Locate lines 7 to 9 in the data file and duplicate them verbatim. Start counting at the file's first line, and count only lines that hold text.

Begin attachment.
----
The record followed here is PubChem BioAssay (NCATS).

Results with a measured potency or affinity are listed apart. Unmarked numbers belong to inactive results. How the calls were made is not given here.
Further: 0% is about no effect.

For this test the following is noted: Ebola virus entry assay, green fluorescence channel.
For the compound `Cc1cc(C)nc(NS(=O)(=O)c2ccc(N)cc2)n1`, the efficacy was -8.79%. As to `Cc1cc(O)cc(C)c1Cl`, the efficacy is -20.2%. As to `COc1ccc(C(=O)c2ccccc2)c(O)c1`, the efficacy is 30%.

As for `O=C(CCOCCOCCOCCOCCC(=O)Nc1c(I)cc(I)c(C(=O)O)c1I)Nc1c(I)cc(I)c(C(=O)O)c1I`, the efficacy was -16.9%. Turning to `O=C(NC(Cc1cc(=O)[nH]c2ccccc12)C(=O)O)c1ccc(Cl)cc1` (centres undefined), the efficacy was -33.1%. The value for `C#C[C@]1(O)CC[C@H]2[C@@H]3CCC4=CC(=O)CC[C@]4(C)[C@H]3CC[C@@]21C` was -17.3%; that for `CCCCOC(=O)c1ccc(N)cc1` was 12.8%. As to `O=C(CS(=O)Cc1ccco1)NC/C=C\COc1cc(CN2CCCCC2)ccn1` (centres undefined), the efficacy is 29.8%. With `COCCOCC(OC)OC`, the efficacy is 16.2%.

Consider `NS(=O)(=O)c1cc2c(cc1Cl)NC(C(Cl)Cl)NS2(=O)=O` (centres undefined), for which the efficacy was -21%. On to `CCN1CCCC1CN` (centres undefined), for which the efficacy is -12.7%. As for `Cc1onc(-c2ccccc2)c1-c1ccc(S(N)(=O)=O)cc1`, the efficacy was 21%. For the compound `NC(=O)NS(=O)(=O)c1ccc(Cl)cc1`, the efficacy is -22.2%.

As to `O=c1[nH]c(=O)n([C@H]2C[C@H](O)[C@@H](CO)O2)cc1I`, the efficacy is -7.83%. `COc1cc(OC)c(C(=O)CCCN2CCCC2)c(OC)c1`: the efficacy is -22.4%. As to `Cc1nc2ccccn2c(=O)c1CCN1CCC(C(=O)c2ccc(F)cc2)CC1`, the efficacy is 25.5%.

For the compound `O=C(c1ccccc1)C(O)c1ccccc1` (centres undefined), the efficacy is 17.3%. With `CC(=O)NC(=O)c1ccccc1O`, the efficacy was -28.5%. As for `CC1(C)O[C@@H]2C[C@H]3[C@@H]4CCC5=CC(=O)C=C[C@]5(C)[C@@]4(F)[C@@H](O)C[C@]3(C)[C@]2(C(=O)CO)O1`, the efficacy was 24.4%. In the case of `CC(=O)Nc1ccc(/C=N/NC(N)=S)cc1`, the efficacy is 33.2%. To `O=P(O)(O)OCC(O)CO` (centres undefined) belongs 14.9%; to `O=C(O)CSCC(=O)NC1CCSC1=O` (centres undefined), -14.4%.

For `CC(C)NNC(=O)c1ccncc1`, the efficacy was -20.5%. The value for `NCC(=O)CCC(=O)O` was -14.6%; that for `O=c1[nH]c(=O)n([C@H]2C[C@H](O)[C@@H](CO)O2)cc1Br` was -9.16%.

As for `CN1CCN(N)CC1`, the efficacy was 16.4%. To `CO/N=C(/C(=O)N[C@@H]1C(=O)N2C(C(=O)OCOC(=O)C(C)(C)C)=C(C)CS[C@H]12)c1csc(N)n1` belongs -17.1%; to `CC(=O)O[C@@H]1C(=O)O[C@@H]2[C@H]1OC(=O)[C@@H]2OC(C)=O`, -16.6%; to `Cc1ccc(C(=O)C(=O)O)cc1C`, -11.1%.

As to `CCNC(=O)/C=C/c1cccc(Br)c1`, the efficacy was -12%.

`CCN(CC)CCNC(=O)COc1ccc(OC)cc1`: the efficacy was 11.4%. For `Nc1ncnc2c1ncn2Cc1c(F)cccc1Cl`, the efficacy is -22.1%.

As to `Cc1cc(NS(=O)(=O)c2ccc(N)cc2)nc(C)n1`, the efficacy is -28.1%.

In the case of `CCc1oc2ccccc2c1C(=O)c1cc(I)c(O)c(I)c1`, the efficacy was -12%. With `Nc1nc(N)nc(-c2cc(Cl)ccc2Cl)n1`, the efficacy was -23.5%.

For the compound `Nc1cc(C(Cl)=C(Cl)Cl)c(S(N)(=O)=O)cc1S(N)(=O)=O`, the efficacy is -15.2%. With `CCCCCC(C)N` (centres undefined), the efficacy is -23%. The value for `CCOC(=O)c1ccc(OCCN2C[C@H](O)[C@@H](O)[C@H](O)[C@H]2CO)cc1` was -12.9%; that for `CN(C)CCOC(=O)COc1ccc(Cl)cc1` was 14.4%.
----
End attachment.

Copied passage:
Consider `NS(=O)(=O)c1cc2c(cc1Cl)NC(C(Cl)Cl)NS2(=O)=O` (centres undefined), for which the efficacy was -21%. On to `CCN1CCCC1CN` (centres undefined), for which the efficacy is -12.7%. As for `Cc1onc(-c2ccccc2)c1-c1ccc(S(N)(=O)=O)cc1`, the efficacy was 21%. For the compound `NC(=O)NS(=O)(=O)c1ccc(Cl)cc1`, the efficacy is -22.2%.

As to `O=c1[nH]c(=O)n([C@H]2C[C@H](O)[C@@H](CO)O2)cc1I`, the efficacy is -7.83%. `COc1cc(OC)c(C(=O)CCCN2CCCC2)c(OC)c1`: the efficacy is -22.4%. As to `Cc1nc2ccccn2c(=O)c1CCN1CCC(C(=O)c2ccc(F)cc2)CC1`, the efficacy is 25.5%.

For the compound `O=C(c1ccccc1)C(O)c1ccccc1` (centres undefined), the efficacy is 17.3%. With `CC(=O)NC(=O)c1ccccc1O`, the efficacy was -28.5%. As for `CC1(C)O[C@@H]2C[C@H]3[C@@H]4CCC5=CC(=O)C=C[C@]5(C)[C@@]4(F)[C@@H](O)C[C@]3(C)[C@]2(C(=O)CO)O1`, the efficacy was 24.4%. In the case of `CC(=O)Nc1ccc(/C=N/NC(N)=S)cc1`, the efficacy is 33.2%. To `O=P(O)(O)OCC(O)CO` (centres undefined) belongs 14.9%; to `O=C(O)CSCC(=O)NC1CCSC1=O` (centres undefined), -14.4%.